The film is a telling of Bruce’s life. It shows him as a congressman, a lawmaker, a rapper by night, an activist, a youth leader, and a family man. It showcases the many battles he goes through with getting his bill passed both by debate through the opposition and even other African-Americans who see him as a conformist to ‘the system.’ This film is also a ray of hope and a reminder at even in the days of Trump’s America where there appears to be a lot of ignorance and red tape, that efforts for the better can happen and that the marginalized can have a hope for a better future. Excellently done.

Walk Run Cha-Cha: dirs. Laura Nix and Colette Sandstedt – The film begins with a Cha-Cha lesson taught in a dance hall in a Los Angeles neighborhood. The students are Asian and middle-aged and the teachers are Ukrainian emigres Maksym Kapitanchuka and Elena Krifuks. The film focuses on the couple Paul and Millie Cao. Paul and Millie first met each other in Vietnam back in the 1970’s. Communism took over and both had to leave for the United States, albeit six years apart. They’ve become successful professionals but have taken dance as a way to rediscover themselves. Maksym and Elena even work with them privately for a competition dance.

This is a story where we get to learn about a couple and their life experience about what brought them to the United States. We learn about their love back home, their loss of connection as both left Vietnam at different times, their families who also emigrated to the United States to their dance number. This film reminds us that for many, dance is more than just a hobby or an activity. It’s a chance for one to rediscover themselves. The film doesn’t end with the Caos in a competition. Instead it ends with their performance to a cover of We’ve Only Just Begun. Even though the two were reunited decades earlier, the film makes the dance performance look like the two are truly reunited at that moment. Not just a delight to watch, but insightful.

It’s interesting watching the documentary nominees for the first time. They all tell a lot in their limited time. Even for those that focus on a certain issue, it makes its point very well in that time. It even adds the human element to add to their point. Usually I’m skeptical to documentary films because all too often, it shows an issue through one side and one side only. You can thank Michael Moore for that suspicion of mine. However I was impressed with what I saw. It was hard to detect them as one-sided. They all made their point well.

And there you have it! Those are my reviews and predictions of the short films nominated at this year’s Academy Awards. It should be interesting to see the winners. Also it will be interesting to see how far these directors go in the future.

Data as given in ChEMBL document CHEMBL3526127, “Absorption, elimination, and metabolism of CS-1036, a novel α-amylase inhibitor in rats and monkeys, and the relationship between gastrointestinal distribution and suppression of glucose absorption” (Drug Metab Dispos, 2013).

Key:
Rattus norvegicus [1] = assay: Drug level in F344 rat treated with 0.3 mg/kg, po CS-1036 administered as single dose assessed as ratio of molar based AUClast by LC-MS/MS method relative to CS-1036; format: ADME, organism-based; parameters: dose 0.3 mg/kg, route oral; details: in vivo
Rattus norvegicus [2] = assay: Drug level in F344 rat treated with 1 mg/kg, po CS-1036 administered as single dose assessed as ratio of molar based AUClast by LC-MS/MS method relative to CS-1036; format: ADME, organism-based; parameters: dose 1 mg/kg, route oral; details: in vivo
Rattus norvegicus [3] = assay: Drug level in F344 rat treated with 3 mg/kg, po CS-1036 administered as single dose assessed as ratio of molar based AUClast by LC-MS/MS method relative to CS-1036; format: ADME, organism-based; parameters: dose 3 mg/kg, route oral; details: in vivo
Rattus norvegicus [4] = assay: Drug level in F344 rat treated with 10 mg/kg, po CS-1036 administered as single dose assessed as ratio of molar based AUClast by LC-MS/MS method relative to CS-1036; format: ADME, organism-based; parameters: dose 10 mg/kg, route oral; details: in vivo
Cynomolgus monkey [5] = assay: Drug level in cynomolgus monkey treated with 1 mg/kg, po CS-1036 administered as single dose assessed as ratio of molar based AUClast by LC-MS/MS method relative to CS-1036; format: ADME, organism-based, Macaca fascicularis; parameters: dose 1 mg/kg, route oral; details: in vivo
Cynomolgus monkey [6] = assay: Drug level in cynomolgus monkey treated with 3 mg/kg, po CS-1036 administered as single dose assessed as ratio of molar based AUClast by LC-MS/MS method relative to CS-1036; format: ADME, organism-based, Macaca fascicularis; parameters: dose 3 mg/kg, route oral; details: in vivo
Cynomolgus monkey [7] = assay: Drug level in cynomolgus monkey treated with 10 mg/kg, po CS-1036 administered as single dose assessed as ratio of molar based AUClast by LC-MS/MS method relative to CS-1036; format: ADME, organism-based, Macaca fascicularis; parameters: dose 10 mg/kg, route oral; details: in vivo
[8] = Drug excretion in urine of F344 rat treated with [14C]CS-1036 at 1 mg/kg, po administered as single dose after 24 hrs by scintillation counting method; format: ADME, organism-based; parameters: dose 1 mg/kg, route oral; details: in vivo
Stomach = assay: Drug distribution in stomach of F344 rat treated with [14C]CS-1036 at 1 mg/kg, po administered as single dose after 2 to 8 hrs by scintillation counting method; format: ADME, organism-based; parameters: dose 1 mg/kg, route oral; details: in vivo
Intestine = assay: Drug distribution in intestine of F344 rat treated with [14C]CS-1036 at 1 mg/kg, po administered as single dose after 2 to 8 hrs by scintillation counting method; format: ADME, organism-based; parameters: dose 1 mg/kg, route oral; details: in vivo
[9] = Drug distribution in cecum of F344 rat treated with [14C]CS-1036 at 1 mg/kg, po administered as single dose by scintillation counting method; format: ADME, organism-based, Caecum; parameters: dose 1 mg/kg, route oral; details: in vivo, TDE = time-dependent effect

My Top 10 Movies of 2013

I’m glad I waited until now to do my Top 10 list. Being at a house with access to Netflix allows me to see some I missed back when they were out. For early reference, here are my past lists: from 2002-2010, 2011 and 2012. Now here’s my list of the Top 10 Films of 2013 and five honorable mention picks:

Will Forte (left), Bruce Dern (centre) and June Squibb (right) go on what appears to be a surprise homecoming, only to not be in Nebraska.

MY TOP 10 MOVIES OF 2013

  1. Nebraska
  2. Dallas Buyers Club
  3. Twelve Years A Slave
  4. Gravity
  5. The Great Beauty
  6. Captain Phillips
  7. Blue Jasmine
  8. Her
  9. The Wolf Of Wall Street
  10. Frozen

Honorable Mention:

  • Blue Is The Warmest Color
  • Philomena
  • Inside Llewyn Davis
  • American Hustle
  • Before Midnight

Oscars 2013 Best Picture Review: Dallas Buyers Club

Matthew McConaughey (left) and Jared Leto make unlikely business partners in Dallas Buyers Club.

Matthew McConaughey (left) and Jared Leto make unlikely business partners in Dallas Buyers Club.

Oh, I’m the drug dealer? No, you’re the fuckin’ drug dealer. I mean, goddamn, people are dyin’. And y’all are up there afraid that we’re gonna find an alternative without you.

The Dallas Buyers Club will take you back to a hard moment in history that most of us are familiar with. But it also takes us to something involved with it that we’re actually unfamiliar with.
Ron Woodruff is a 35 year-old electrician and part-time rodeo hustler living in Dallas. He’s not the easiest to get along with as he engages in frequent sex with rodeo girls, sniffs a lot of coke and shortchanges many of the men he arranges gambling deals with. He’s also as typically homophobic as most Texas men. However his physical condition has been acting up. The doctor tells him he has full-blown AIDS and just 30 days to live. He considers it nonsense: he’s not gay. It isn’t until he goes to the library and reads a Time magazine article about AIDS that he learns a promiscuous heterosexual male like him is high risk.